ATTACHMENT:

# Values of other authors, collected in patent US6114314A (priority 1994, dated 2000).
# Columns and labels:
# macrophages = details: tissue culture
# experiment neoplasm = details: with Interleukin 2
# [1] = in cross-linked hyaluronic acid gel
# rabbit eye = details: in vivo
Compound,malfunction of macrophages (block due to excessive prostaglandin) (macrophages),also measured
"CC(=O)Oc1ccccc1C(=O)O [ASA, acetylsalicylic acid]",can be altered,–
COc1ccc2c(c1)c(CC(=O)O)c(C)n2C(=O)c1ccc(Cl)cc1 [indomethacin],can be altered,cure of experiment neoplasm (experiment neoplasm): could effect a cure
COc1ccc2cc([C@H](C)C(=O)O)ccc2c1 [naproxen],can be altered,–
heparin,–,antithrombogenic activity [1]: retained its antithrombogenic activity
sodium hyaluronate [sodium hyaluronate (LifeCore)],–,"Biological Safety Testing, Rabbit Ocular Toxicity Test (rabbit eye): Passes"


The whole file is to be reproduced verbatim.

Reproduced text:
# Values of other authors, collected in patent US6114314A (priority 1994, dated 2000).
# Columns and labels:
# macrophages = details: tissue culture
# experiment neoplasm = details: with Interleukin 2
# [1] = in cross-linked hyaluronic acid gel
# rabbit eye = details: in vivo
Compound,malfunction of macrophages (block due to excessive prostaglandin) (macrophages),also measured
"CC(=O)Oc1ccccc1C(=O)O [ASA, acetylsalicylic acid]",can be altered,–
COc1ccc2c(c1)c(CC(=O)O)c(C)n2C(=O)c1ccc(Cl)cc1 [indomethacin],can be altered,cure of experiment neoplasm (experiment neoplasm): could effect a cure
COc1ccc2cc([C@H](C)C(=O)O)ccc2c1 [naproxen],can be altered,–
heparin,–,antithrombogenic activity [1]: retained its antithrombogenic activity
sodium hyaluronate [sodium hyaluronate (LifeCore)],–,"Biological Safety Testing, Rabbit Ocular Toxicity Test (rabbit eye): Passes"